Belgium had been a part of the United Kingdom of the Netherlands since 1815 but by 1830, the Belgians broke away to form their own independent kingdom. After years of resistance from the Dutch and pushing by the Brits, they finally accepted Belgian independence by signing the Treaty of London in 1839. The British also insisted on Belgium’s neutrality, a fundamental part of the treaty especially in the lead up to World War I.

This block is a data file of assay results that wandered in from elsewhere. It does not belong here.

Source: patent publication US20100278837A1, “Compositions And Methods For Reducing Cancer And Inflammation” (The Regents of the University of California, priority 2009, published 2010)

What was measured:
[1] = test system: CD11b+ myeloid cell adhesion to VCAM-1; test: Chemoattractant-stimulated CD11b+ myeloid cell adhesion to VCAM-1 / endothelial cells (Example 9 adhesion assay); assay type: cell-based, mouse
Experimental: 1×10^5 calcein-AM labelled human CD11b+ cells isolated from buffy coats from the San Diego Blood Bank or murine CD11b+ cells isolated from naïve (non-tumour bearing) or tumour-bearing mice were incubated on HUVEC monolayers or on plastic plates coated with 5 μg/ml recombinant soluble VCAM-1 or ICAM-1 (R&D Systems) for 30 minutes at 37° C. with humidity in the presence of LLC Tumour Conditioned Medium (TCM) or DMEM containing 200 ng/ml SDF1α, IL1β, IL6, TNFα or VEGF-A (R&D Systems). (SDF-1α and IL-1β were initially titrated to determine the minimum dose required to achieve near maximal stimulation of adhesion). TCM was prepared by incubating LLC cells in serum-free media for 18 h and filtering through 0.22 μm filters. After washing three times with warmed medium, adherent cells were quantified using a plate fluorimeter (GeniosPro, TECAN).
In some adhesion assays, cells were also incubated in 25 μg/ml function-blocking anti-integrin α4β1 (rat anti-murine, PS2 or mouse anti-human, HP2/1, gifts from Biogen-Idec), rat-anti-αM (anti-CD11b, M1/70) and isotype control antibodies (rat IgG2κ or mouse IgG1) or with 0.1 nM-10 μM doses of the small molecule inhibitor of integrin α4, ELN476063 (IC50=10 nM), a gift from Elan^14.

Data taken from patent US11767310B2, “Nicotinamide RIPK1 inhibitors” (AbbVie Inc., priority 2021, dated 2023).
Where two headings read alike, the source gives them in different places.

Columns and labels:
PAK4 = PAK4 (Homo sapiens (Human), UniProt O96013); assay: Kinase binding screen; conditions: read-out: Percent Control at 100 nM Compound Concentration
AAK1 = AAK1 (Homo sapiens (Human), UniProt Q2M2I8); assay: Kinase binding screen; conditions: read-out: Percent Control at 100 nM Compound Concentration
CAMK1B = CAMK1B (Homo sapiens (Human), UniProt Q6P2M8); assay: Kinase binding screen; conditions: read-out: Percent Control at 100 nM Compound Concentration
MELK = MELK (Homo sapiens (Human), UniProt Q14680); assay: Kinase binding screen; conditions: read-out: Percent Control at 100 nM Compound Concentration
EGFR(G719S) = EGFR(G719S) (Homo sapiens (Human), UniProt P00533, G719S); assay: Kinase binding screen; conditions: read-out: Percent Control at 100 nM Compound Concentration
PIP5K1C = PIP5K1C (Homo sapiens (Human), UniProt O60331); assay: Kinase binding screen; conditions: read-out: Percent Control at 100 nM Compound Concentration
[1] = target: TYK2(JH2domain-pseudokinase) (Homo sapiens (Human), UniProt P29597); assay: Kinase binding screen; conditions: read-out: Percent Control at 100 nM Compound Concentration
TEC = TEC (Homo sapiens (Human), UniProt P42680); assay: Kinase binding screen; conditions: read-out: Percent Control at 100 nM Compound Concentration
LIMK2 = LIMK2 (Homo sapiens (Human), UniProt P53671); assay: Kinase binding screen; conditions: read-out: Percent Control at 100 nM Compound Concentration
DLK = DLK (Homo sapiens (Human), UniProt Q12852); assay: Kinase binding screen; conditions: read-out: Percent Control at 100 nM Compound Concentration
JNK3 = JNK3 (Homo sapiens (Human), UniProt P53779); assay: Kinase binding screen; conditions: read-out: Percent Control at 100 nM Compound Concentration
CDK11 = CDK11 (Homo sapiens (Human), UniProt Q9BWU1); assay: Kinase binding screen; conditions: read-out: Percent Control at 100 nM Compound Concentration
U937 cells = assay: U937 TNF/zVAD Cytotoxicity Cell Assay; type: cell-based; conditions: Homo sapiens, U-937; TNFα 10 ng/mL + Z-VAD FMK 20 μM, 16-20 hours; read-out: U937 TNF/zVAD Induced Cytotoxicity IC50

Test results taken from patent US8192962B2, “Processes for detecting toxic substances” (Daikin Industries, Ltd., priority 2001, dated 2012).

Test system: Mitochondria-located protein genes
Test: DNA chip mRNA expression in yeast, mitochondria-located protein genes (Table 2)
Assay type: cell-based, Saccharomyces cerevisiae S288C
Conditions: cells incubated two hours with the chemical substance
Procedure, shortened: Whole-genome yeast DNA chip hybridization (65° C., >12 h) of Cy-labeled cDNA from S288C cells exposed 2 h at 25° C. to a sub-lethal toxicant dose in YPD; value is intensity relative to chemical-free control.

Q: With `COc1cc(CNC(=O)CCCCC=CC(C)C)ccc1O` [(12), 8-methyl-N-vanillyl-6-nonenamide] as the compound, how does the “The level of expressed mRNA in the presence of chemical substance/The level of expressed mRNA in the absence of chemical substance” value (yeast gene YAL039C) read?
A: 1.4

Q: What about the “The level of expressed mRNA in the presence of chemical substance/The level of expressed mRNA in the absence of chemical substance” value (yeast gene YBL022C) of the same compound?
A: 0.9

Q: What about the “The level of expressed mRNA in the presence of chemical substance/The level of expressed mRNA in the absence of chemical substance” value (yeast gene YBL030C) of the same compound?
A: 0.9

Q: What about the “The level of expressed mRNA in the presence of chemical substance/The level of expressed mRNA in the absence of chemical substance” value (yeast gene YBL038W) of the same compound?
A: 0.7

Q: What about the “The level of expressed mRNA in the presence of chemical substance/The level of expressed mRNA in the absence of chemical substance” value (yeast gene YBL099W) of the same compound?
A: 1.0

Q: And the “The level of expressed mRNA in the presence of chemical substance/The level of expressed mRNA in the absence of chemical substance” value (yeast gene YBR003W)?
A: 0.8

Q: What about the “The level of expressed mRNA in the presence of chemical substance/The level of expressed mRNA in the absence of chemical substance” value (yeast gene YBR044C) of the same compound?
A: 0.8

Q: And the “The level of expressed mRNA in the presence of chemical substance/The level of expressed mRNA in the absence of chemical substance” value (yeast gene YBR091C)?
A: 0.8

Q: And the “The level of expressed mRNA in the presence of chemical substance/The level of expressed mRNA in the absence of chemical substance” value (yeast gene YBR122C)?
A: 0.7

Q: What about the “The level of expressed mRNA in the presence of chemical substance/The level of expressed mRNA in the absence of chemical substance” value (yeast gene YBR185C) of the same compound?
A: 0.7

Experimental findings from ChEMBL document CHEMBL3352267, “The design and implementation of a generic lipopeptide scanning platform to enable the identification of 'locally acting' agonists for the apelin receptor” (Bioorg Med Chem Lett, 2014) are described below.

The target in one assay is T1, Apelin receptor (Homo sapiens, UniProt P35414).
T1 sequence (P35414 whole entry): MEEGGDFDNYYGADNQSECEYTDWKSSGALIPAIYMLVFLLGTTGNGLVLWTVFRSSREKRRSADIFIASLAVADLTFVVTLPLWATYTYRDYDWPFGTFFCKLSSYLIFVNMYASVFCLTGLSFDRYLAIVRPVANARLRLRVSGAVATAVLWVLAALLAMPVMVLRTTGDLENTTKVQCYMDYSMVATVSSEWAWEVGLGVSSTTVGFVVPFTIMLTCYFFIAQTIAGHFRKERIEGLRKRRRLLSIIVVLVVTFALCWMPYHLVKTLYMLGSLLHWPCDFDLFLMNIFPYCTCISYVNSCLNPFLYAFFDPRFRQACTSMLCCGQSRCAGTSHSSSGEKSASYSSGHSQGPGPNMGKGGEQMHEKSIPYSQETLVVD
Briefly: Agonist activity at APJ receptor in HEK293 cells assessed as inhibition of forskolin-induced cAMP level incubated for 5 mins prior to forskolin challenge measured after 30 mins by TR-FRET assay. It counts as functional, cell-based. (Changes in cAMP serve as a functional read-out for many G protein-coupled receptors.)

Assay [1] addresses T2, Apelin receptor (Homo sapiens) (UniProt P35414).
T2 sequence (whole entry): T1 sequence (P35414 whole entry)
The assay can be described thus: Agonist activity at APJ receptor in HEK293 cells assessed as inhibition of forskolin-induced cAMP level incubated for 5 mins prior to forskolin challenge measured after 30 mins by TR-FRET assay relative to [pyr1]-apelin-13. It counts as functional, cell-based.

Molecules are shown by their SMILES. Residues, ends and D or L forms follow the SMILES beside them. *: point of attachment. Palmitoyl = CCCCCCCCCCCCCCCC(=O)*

Germany demanded free passage through Belgian territory to attack France; this was denied by the Belgian government but ignored by the Germans when they invaded Belgium in August 1914. As a result, Britain declared war on Germany when Belgium's neutrality was violated. Henceforth, Britain and Belgium developed a brotherhood in arms which has stood the test of time.